BP Parses Words in Lockerbie Bomber Release, Blames the Scots

July 15, 2010

(ChattahBox)—BP must be one of the most hated companies in America at the moment. Besides destroying the environment and economy of the Gulf region with millions of gallons of gushing oil, the embattled oil giant is now under fire for having a hand in the controversial release of Lockerbie bomber, Abdel Baset al-Megrahi. The Libyan man responsible for the deaths of 270 people, many of them Americans, was released from Scottish custody in 2009 on compassionate grounds, presumably at death’s door with cancer. A year later, al-Megrahi is alive and well after arriving in Libya to a hero’s welcome. And BP is benefiting from a lucrative oil deal in Libya.

When Libyan-UK prisoner transfer talks stalled, BP admits to lobbying the British government to ensure the company’s $900 million oil deal with Libya was not placed in jeopardy. But BP denies it was involved in direct talks concerning the release of al-Megrahi, with either Britain or Scotland. If this smells fishy to you, join the club. Four Democratic Senators agree and sent a letter to Secretary of State Hillary Clinton demanding an investigation into BP’s behind-the-scenes role in al-Megrahi’s release. And the Senators want BP to suspend its Libyan drilling operations until the investigation is complete.

Sens. Robert Menendez (D-NJ), Frank Lautenberg (D-NJ), Sen. Kirsten Gillibrand (D-NY) and Charles Schumer (D-NY) released their letter during a press conference yesterday:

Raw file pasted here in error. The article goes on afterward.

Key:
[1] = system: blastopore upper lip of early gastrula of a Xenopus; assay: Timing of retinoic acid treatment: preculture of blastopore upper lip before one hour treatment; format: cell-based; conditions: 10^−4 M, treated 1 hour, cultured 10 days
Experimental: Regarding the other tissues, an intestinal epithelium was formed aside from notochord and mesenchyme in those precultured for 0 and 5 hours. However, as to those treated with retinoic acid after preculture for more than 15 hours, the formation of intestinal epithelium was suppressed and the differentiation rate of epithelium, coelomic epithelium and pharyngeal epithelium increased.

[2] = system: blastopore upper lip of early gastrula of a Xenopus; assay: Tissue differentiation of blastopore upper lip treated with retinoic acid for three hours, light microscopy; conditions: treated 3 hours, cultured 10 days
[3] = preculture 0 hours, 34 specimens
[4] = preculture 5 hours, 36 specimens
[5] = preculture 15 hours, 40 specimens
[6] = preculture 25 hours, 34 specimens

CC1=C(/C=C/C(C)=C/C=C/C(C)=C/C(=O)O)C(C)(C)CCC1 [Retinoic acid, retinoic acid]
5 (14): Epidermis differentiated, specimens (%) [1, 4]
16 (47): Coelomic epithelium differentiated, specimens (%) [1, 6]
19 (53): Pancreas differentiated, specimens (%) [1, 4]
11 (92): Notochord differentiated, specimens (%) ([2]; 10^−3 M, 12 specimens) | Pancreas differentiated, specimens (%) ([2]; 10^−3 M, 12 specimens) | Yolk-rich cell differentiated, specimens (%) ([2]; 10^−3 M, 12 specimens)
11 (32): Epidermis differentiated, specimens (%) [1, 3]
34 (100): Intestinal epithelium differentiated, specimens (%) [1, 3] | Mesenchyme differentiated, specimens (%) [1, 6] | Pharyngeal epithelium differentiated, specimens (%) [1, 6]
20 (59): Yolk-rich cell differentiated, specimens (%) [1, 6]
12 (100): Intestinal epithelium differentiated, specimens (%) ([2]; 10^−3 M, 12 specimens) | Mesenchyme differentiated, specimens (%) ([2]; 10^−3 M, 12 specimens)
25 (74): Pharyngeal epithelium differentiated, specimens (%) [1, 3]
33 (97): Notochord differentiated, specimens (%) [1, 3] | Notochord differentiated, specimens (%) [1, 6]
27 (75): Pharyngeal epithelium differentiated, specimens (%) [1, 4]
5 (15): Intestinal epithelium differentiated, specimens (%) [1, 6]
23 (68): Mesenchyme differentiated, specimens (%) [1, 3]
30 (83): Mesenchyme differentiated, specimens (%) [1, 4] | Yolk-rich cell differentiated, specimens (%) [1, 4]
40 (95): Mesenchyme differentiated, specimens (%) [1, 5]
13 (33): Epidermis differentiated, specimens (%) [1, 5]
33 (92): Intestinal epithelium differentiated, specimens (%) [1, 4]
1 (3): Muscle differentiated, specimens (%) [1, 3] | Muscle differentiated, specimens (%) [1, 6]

“As you may know, in 2007, BP and the Libyan government agreed upon a $900 million oil exploration deal, following two visits to Libya over the course of three years by then-Prime Minister Tony Blair. It was reported in September of last year that BP communicated to the British government concerns that possible delays in the release of al-Megrahi could throw the oil deal into jeopardy. Further raising suspicions about circumstances surrounding al-Megrahi’s release, the son of Libyan leader Moammar Gadhafi has made statements alluding to the fact that oil interests were part of the discussions.”

BP has responded with a carefully parsed statement, essentially blaming al-Megrahi’s release on the Scots, although the company’s lucrative oil exploration deal with Libya seems to have been predicated on the convicted bomber’s release from the start:

“It is matter of public record that in late 2007 BP told the UK Government that we were concerned about the slow progress that was being made in concluding a Prisoner Transfer Agreement with Libya,” the company said in a statement.

“We were aware that this could have a negative impact on UK commercial interests, including the ratification by the Libyan Government of BP’s exploration agreement.”

BP added that the ultimate decision to release the notorious Lockerbie bomber was made by the Scottish government:

“The decision to release Mr Al Megrahi in August 2009 was taken by the Scottish Government.”

“It’s not for BP to comment on the decision of the Scottish Government.”

“BP was not involved in any discussions with the UK Government or the Scottish Government about the release of Mr Al Megrahi.”



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